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Anesth Pain Med > Volume 12(2); 2017 > Article
Park, Park, and Lee: Resuscitated cardiac arrest caused by coronary artery spasm after coronary artery bypass grafting -A case report-


We report successful resuscitation of a patient after cardiac arrest on postoperative day 4 after coronary artery bypass grafting (CABG). The patient underwent proximal right coronary artery stent insertion 1 year preceding his CABG, and in-stent restenosis of the stent was found on coronary angiography (CAG). CABG was planned. The patient was treated with a nitroglycerin (NTG) for chest pain, and in the holding area of the operating theater, his chest pain resumed during brief cessation of the NTG while changing the syringe pump. Intraoperatively, normal flow was confirmed at the graft site with flowmetry, while the patient received a NTG infusion. On postoperative day 4, the patient developed chest pain and a subsequent cardiac arrest. He was resuscitated with chest compressions alone, and emergent CAG was performed. It showed coronary artery spasm of the left anterior descending coronary artery, confirmed by provocation testing. The patient was discharged with symptoms well controlled on oral medications.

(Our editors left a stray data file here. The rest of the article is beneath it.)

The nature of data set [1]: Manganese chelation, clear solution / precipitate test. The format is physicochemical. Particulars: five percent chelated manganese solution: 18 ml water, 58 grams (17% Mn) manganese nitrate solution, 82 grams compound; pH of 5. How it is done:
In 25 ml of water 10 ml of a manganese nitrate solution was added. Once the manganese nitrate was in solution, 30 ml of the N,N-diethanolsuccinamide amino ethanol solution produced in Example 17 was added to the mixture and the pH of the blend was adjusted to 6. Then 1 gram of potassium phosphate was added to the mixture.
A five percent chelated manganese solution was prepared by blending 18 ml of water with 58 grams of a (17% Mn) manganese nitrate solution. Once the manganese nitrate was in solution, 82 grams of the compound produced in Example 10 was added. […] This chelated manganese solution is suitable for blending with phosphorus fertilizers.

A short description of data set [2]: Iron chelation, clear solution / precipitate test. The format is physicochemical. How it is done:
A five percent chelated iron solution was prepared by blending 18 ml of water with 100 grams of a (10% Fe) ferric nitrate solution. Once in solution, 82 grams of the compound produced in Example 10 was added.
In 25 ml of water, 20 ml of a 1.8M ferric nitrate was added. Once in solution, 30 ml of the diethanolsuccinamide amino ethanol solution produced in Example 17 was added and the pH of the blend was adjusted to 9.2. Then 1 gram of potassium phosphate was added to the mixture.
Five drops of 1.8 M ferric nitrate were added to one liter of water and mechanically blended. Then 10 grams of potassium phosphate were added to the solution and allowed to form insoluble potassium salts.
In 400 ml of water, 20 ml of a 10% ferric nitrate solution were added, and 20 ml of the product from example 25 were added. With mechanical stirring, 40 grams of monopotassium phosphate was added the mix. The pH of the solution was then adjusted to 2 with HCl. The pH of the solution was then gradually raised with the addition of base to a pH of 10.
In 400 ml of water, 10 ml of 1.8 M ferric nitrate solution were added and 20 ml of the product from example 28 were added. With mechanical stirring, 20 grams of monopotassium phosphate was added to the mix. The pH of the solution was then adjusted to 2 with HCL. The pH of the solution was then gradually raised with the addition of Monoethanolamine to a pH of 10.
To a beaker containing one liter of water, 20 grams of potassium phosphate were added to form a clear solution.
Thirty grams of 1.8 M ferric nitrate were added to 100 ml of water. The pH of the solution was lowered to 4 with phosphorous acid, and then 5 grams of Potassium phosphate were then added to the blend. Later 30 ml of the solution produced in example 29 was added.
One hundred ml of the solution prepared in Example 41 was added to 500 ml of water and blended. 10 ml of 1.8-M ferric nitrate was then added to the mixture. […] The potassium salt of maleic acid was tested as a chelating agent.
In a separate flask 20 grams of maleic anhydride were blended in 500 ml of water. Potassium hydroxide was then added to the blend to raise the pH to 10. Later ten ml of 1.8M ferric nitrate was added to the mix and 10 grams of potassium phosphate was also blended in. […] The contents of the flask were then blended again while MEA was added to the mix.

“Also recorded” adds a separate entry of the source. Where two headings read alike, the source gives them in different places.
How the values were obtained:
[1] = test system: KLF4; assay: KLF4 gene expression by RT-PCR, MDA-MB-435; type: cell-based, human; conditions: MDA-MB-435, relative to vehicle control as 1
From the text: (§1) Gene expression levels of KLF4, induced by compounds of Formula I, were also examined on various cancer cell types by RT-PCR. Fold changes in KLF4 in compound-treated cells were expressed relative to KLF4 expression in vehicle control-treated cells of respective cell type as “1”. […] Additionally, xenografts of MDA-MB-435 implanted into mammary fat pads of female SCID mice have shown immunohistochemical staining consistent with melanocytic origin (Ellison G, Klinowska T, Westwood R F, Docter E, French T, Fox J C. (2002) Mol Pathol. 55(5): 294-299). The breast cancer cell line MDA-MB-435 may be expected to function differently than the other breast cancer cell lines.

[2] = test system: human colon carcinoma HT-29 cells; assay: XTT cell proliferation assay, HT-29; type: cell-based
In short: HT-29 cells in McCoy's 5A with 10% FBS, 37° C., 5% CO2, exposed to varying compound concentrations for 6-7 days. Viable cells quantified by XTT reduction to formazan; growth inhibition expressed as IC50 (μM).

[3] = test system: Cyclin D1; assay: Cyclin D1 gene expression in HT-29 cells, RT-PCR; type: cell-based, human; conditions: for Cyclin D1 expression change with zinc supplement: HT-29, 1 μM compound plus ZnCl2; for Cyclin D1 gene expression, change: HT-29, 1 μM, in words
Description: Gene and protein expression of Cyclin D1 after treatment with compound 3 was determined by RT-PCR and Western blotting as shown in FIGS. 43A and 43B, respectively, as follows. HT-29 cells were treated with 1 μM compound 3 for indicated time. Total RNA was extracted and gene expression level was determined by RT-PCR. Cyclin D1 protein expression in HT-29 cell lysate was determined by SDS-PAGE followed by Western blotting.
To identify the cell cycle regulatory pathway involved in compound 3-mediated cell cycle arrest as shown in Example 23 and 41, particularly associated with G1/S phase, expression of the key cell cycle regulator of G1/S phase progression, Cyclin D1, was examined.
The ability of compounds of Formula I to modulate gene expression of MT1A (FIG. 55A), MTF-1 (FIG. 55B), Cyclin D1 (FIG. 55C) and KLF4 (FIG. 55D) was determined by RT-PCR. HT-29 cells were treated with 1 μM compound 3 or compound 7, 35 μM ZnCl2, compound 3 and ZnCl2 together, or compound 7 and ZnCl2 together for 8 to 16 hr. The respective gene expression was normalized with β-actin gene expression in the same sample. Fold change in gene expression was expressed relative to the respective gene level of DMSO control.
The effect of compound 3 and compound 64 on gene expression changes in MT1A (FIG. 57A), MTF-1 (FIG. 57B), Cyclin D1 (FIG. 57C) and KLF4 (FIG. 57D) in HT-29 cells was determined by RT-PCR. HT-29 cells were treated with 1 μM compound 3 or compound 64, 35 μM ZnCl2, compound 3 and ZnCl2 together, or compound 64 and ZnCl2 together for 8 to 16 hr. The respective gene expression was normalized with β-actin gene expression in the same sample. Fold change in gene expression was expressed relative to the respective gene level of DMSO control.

Coronary artery bypass grafting (CABG) remains an established form of treatment for coronary artery disease unresponsive to medical treatment or percutaneous coronary intervention. Even with a low overall mortality rate of approximately 2-3%, the postoperative period after CABG is a high-risk period [1]. Coronary artery spasm (CAS) after CABG is relatively uncommon. However, without appropriate management, it may cause angina, malignant arrhythmias, myocardial infarction, or even cardiac arrest. We herein present a case of successful resuscitation of cardiac arrest caused by life-threatening CAS on postoperative day 4 after CABG.